Image via TechCrunch
Since 2011, TechCrunch has held the Disrupt conference, a cross between the Startup Olympics and a Startup Debutant Ball, in locations across the world. This year, the 3-day conference will be held in the sprawling Moscone Center in Downtown San Francisco where over 10,000 attendees and 400 media outlets will convene to discover the latest in AI, AR, gaming, robotics, and more.
Entrepreneurs, investors, hackers, and anyone who is interested in technology will attend workshops, learn about new and innovative companies, discover talent, and hear TechCrunch editors and key players in tech speak on the latest developments that are shaping the industry.
Along with standard conference fare like panels on how to start in the industry, networking events, and vendors, Disrupt has some distinctly startup and tech focused offerings:
Startups in the early stages of development (prior to A series funding) pitch their ideas to investors and press, hoping to win over the press and to secure funding in a Shark Tank-esque competition. (The prize is for the winning start up is $100,000, with alumni of Startup Battlefield going on to raise over $8 billion in funding.) Past winners have include Dropbox, Mint, and Trello.
Showcasing over 1,200 pre A-series startups, Startup Alley includes exhibitors that have applied to participate and TC Top Picks, startups that have been hand selected by TechCrunch for exceptionalism in their respective categories. Startups exhibit hoping to attract users, gain press traction, and meet potential investors to bring their product to the next level – in 2017 Over $37M in seed and A series funding was raised by exhibitors within the first four months of showing at Disrupt.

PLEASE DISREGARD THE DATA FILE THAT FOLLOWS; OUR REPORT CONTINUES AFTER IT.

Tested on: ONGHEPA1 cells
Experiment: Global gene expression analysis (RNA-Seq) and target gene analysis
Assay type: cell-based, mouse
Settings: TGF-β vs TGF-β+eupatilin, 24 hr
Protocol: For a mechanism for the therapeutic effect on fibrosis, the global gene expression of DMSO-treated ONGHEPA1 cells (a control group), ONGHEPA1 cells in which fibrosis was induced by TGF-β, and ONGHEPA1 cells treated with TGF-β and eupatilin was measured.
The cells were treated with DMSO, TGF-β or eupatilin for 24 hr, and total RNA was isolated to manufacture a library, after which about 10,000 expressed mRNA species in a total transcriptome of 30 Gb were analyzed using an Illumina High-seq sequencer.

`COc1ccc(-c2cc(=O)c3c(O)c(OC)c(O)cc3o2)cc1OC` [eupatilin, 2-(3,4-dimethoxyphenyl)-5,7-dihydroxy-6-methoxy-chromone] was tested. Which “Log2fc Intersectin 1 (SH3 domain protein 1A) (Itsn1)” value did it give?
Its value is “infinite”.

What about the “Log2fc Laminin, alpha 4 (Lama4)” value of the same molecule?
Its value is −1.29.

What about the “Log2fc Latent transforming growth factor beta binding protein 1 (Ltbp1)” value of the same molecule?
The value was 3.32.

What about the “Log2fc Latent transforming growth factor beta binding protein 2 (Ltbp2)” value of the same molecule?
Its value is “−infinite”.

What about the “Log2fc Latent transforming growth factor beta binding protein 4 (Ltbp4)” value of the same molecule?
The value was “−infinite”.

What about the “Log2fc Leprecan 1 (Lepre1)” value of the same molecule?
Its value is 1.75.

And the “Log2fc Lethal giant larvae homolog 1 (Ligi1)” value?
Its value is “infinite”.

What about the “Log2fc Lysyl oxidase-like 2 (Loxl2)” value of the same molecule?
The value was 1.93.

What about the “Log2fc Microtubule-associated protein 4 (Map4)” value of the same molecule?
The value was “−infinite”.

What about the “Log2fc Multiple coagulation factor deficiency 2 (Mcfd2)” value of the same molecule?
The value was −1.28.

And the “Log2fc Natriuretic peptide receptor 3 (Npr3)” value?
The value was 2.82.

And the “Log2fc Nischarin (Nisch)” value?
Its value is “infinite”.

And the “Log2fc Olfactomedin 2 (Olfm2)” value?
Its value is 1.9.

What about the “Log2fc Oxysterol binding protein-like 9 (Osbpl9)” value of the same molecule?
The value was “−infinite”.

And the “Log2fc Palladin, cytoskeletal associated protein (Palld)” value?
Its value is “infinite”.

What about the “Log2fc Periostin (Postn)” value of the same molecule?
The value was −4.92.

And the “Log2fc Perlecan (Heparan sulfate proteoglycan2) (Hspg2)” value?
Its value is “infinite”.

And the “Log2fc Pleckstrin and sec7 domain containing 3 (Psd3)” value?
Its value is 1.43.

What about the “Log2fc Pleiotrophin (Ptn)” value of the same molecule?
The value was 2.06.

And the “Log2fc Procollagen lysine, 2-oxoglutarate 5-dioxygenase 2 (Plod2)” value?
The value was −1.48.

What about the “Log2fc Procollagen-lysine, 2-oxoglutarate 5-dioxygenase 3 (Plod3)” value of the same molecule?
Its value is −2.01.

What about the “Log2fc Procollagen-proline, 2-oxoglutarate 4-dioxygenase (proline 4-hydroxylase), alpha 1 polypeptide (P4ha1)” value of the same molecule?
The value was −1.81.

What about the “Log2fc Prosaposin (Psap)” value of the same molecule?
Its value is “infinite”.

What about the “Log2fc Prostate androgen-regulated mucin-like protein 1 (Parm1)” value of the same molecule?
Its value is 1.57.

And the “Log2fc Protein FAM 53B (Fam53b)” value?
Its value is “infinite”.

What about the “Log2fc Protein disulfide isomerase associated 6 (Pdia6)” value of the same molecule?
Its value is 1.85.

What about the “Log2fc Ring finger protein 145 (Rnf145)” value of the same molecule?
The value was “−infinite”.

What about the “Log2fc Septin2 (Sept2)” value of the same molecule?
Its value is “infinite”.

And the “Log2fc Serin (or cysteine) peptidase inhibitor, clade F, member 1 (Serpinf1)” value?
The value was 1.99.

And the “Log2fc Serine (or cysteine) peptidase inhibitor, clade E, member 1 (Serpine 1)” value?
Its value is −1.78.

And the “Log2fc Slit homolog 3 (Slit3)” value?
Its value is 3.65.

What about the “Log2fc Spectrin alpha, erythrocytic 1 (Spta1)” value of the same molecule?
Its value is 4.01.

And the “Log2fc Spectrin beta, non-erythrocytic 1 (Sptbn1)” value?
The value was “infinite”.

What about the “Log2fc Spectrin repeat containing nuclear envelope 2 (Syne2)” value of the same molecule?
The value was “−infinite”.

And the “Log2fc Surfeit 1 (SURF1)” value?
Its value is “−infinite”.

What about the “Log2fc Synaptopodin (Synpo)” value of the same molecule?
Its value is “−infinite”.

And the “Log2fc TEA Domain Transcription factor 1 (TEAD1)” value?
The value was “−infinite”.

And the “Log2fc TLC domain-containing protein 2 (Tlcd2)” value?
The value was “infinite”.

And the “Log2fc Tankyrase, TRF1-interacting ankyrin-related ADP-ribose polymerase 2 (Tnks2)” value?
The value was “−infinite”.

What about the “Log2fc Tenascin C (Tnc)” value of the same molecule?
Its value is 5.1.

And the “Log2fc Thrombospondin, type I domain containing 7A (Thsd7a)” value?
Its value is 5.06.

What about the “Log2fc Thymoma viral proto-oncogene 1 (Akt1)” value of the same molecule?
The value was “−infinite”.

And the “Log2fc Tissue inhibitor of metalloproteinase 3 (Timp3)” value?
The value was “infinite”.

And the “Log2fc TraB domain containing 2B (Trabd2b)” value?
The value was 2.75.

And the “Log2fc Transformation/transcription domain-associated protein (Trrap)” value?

For the last few years, the Hackathon has been Disrupt’s discovery grounds for human talent rather than an app or service. Teams of hackers, programmers, and coders would convene at the conference and build a project from the ground up in only 24 hours. This year, Disrupt is opening submissions globally and holding its first ever Virtual Hackathon, giving teams three months to work before the conference.
Out of thousands of hack submissions, the top 70 teams will be invited to Disrupt, with the top 30 get to demo their work. Of those, 10 will be selected to pitch their ideas for a chance to win a $10,000 grand prize.
The Changing Landscape of Tech
As we look towards the future of tech, Disrupt is not just a source of new information, but an indicator of what’s happening in the industry. Silicon Valley has always been seen a as a predominantly white and male industry that has struggled with diversifying at all levels. Though far from equitable, this year’s list of speakers may indicate there is growing representation for women and people of color – of the 127 listed speakers, 37% are women and 27% are POC.
In addition to the range of speakers, we are also seeing a growing number of representatives from companies that deal in public service, rather than capital. Rose Afriyie, co-founder and executive director of mRelief and Frederick Hutson, founder and CEO of Pigeonly all scheduled to speak on a panel on Justice and Diversity, a discussion on how tech can impower underserved and marginalized communities.
We are most interested in seeing how the conference evolves to accommodate this growing arm of the industry, and will be following the Disrupt the rest of the week for more breaking news. Join us on the blog again soon for our thoughts and insights from the conference!